A Florida woman is accused of launching a “long-standing scheme” to defraud a Holocaust survivor and steal $2.8 million. She also used a fake email account and created fake letters and invoices that appeared to be from a bank branch employee. Around October 2021, God told his son what happened
The Ministry of Justice arrested a 36-year-old woman from Florida after allegedly carrying out a “year-long plan” to defraud an 87-year-old Holocaust survivor and drain his life savings. The office said that over the course of more than four years, Persa Strago took over $2.8 million from the exploitation.
Strago was arrested last Wednesday, prosecutor Damien Williams said that “she maliciously drained the savings of a Holocaust survivor so she could become a millionaire through fraud.”
According to the Justice Department, Strago met her victim between 2016 and 2017 when he lived in Manhattan. In early 2017, she asked him if she could borrow money to pay for her lawyer “whom she claims refuses to release funds from a legal settlement.” But bank records showed she never received any settlement money. That was just the beginning of a series of lies, authorities said.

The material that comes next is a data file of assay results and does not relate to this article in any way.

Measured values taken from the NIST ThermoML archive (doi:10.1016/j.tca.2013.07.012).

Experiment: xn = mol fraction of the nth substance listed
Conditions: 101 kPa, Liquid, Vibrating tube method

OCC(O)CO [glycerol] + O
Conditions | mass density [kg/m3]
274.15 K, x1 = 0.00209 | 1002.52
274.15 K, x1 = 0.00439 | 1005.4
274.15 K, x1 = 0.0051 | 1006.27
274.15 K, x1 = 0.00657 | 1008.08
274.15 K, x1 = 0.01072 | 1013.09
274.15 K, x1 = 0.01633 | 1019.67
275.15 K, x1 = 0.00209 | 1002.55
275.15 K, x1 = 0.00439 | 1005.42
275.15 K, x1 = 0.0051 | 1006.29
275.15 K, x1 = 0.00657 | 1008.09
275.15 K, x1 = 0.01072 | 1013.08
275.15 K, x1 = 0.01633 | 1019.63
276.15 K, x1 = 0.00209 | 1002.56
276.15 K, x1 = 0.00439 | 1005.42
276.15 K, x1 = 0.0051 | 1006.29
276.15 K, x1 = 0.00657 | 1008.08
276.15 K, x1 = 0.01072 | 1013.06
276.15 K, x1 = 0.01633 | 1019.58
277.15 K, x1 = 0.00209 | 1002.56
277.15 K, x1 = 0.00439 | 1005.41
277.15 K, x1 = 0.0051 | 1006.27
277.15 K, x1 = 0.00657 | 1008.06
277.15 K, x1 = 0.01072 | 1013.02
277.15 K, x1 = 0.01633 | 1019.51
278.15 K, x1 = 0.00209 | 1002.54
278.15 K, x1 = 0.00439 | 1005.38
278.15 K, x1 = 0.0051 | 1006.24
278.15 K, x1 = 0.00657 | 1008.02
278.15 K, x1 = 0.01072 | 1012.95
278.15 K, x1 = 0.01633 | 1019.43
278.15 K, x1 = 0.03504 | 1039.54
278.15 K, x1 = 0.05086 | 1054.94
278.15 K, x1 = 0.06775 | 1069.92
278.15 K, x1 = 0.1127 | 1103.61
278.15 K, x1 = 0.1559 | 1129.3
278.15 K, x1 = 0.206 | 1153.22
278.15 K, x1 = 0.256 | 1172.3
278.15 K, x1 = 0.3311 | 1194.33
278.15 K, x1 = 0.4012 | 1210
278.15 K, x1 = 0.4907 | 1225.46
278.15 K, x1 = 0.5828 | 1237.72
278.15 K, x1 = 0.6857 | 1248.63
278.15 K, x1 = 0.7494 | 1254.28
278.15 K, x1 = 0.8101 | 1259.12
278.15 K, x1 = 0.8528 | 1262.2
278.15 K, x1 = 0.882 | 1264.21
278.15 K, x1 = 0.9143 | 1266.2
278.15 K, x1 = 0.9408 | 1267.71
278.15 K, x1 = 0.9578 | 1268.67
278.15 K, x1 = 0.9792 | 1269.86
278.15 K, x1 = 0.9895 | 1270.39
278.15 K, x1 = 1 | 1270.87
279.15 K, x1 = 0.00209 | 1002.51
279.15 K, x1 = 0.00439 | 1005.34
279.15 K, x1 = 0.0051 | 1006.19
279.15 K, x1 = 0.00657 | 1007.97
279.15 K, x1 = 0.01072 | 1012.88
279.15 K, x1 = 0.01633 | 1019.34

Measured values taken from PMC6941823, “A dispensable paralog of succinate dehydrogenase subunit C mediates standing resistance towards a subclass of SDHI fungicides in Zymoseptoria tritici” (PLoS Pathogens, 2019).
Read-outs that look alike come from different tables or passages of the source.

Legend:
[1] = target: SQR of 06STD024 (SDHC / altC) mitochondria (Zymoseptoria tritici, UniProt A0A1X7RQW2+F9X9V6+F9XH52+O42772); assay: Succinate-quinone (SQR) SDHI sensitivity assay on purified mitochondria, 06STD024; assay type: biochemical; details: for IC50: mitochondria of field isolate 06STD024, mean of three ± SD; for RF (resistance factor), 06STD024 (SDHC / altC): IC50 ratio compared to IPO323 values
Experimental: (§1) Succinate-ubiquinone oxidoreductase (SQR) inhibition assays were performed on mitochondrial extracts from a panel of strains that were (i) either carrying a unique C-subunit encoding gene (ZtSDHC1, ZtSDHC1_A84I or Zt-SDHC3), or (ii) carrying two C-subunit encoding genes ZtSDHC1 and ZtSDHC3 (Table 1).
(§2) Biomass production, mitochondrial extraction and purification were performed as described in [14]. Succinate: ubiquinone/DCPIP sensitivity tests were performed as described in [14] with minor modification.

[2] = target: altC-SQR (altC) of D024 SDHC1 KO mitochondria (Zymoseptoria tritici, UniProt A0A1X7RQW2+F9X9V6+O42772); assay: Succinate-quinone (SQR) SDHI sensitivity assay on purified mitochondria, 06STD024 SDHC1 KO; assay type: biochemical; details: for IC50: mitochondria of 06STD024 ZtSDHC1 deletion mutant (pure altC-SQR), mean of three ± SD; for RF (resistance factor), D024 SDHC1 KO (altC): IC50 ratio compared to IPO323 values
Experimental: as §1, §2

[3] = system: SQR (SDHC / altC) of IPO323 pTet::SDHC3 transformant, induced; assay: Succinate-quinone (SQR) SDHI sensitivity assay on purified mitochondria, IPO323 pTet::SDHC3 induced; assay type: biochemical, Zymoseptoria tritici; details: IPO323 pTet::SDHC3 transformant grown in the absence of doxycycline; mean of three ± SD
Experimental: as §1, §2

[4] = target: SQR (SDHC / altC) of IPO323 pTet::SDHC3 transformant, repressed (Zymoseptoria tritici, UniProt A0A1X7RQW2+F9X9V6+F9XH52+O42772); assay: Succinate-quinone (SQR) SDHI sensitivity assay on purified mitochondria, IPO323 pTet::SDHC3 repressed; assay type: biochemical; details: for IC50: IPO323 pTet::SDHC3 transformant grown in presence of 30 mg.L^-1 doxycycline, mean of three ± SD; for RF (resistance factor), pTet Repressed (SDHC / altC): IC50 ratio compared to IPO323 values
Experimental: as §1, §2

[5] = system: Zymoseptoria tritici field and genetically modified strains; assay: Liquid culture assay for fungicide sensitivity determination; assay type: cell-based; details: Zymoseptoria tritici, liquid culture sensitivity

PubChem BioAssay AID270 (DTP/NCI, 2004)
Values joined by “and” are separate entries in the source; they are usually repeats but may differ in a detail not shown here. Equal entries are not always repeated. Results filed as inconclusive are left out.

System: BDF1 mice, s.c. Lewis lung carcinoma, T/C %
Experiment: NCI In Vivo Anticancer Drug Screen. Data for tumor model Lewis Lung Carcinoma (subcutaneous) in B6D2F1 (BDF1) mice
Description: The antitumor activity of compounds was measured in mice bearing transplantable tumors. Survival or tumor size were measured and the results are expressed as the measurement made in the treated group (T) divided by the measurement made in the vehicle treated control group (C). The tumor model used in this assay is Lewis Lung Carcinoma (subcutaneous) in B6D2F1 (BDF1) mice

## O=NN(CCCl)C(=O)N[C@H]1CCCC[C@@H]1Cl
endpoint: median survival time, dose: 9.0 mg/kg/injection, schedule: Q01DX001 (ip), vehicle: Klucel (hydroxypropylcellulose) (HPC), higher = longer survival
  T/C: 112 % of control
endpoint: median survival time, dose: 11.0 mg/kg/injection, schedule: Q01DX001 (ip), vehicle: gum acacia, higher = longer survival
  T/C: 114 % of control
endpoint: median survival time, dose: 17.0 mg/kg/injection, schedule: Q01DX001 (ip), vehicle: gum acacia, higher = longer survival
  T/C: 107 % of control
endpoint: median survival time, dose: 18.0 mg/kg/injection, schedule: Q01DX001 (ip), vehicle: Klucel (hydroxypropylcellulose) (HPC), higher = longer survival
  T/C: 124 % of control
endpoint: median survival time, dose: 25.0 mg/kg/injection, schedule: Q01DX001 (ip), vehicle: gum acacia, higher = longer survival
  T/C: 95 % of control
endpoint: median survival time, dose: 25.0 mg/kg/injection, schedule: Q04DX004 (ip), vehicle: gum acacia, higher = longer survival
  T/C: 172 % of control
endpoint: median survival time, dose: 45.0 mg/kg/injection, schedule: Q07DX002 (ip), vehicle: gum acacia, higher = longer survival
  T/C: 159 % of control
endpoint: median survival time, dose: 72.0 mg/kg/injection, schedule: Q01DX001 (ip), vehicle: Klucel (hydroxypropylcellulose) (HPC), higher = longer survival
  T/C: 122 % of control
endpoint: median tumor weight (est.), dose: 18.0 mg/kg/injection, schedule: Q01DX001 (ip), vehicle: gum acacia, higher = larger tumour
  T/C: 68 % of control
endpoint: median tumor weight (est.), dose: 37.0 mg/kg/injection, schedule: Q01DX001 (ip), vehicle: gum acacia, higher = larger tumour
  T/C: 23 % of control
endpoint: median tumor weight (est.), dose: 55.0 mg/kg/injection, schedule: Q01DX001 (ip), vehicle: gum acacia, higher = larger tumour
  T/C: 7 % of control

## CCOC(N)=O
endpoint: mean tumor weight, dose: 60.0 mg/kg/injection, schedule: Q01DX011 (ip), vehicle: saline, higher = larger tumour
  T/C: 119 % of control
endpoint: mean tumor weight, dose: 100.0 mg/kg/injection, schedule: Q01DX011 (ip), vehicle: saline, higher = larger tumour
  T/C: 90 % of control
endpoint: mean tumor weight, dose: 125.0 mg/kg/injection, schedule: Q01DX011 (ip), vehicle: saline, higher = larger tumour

Prosecutors say Strago repeatedly demanded the 87-year-old give her money to prevent her accounts from being frozen. During that time, he wrote 62 checks totaling more than $2.8 million, the Justice Department said, adding that she also used a fake email account and created fake letters and invoices that appeared to be from a bank branch employee.
It wasn’t until around October 2021 that the man told his son what had happened. Strago was able to use that money to buy a house, boat and cars, as well as take expensive trips, and buy gold coins and bars, Rolex watches and designer clothes, according to prosecutors. Meanwhile, the Holocaust survivor has since been forced to sell his apartment.
“Strego falsified documents and posed as a bank employee in exchange for a life of lavish trips, Rolex watches and luxury purchases,” Williams said. “The arrest reaffirms this office’s commitment to seeking justice for victims of financial fraud.”